On Sunday, February 15th the Nimbus Lab was involved in Sunday with a Scientist Day at the University of Nebraska Morrill Hall State Museum. During this event we presented some of the research conducted in our lab to the public.
We demonstrated our water sampling hexacopter, and sampled water from a small container (2x4x4) feet, and demonstrated both autonomous and human controlled flight and operation. This water sampling demonstration attracted many people as well as queries from children with interesting questions, like how much load can one of these vehicles carry and still operate (a question asked by an 8 year old). Besides showing the value of such a UAV in both the field of Water Ecology and surface water analysis, we were also able to talk about the safety involved in operating such systems. People were able to feel the power of such machines by noticing the air dynamics created by a relatively small robot.
Another thing we tried to help young kids understand is how to control a UAV. People were allowed to control a UAV in a constrained environment. We tethered a UAV to limit its motion in all dimensions of a 3D space, and then we handed the control to kids. The person then starts applying thrust, pitch, roll or yaw and observes the impact the control has on the UAV. This helps someone with no prior experience with UAVs understand both the dynamics of how a UAV operates and the impact of each parameter on the other, in a very safe and controlled environment. It also helped young observers notice the means of communication between a human and a robot (in this case via a hand heled controller).
Another demonstration presented during the event was streaming live video feeds. Using a done equipped with both a camera and a wifi router, and typical hand held devices (iPad-mini) and a regular TV, we were able to demonstrate both controlling a UAV and capturing live video feed and relaying it to the TV set. While flying at a safe distance from the observers, we were still able to display their faces on the TV screen. At first young children were excited to see themselves on a TV, but then they started wondering how is all this happening, we were successful in triggering their intellectual curiosity. Children started experimenting to figure out where the camera was and how was it transmitting these pictures.
Learning the power of air dynamics can never start too early. So one of the experiments kids (young future pilots) were given an opportunity to perform was creating their own flying planes, and observing how well the wind can fly them. We had a couple of fans creating a wind stream, then had the children cut paper sheets to create wind gliding shapes (paper copters). Then they released them in the wind stream and they observed how high they could reach. This helped introduce the power of wind lift, and made it easier for the young ones to understand how the rest of the demonstrations were operating.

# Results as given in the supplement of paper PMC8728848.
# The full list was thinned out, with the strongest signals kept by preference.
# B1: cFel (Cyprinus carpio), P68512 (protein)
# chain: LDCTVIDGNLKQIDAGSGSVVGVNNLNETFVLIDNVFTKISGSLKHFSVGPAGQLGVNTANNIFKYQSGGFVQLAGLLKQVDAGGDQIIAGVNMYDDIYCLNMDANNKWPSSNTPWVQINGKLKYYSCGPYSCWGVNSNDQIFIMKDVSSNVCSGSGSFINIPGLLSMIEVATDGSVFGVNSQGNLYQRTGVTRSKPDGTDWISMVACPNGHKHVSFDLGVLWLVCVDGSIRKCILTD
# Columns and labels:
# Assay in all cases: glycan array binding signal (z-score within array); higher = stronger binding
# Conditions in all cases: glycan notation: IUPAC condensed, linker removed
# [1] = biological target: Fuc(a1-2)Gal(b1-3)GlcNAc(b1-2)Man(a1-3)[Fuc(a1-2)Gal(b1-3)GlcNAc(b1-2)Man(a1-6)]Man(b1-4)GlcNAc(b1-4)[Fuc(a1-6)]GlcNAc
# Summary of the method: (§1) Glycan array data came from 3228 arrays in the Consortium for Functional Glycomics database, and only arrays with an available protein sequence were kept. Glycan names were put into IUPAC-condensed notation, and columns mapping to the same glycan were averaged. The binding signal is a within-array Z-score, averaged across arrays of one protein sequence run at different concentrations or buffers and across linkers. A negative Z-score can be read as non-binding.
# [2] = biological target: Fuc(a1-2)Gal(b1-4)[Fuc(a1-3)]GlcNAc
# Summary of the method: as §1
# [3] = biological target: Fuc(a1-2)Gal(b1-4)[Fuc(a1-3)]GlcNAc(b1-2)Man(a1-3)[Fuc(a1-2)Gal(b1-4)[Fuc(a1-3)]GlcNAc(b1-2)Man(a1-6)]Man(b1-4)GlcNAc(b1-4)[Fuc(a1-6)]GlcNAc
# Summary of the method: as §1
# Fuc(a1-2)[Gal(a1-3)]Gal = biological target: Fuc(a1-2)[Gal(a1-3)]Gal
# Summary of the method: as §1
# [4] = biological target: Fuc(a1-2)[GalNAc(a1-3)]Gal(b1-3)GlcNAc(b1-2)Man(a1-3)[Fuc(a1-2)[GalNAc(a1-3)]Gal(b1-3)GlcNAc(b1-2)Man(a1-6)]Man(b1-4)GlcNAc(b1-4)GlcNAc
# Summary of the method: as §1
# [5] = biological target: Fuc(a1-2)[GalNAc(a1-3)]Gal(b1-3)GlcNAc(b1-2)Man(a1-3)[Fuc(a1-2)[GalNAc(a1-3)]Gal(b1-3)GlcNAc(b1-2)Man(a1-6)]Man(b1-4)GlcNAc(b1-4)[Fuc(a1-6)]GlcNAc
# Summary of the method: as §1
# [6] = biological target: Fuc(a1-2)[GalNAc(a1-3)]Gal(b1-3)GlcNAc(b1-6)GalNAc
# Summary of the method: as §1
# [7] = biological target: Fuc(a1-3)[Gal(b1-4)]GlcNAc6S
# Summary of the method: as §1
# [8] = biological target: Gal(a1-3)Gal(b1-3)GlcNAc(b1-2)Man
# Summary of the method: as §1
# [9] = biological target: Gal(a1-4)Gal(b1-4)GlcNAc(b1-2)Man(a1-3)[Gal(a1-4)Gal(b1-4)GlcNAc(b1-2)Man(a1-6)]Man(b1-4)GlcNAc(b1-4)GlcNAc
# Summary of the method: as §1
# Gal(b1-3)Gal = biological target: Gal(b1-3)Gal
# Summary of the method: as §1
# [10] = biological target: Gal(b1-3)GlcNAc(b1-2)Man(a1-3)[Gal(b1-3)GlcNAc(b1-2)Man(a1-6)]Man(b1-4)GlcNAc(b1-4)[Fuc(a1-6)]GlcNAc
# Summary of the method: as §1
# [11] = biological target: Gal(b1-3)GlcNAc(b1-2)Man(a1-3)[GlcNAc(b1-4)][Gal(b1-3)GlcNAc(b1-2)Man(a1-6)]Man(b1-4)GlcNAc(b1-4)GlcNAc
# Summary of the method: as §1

After the kids were able to have hands on experience with things, more and more questions started coming in. And more and more interests started showing up. As for us, the more we presented to the public, the more we realized people are starting to know more about UAVs, and want to figure out how things work. I actually had a few high school students ask me some very interesting questions regarding how to connect different parts of a UAV. It turned out they were actually attempting to build their own UAV, and wanted to figure out how to connect some electronic components.
Working with UAVs today is similar to working with PCs back in the early 90s. It may sound intimidating for some but within a few years (a blink of an eye) everyone will be familiar with terms like IMU, localization, PID controller, etc., when each person will have a UAV at home to take out the trash. But before that can become a reality, safety is still a concern, and that is another area of research our lab is investing in and investigating.
We also attracted new agencies, by having new technology flying besides ancient fossils.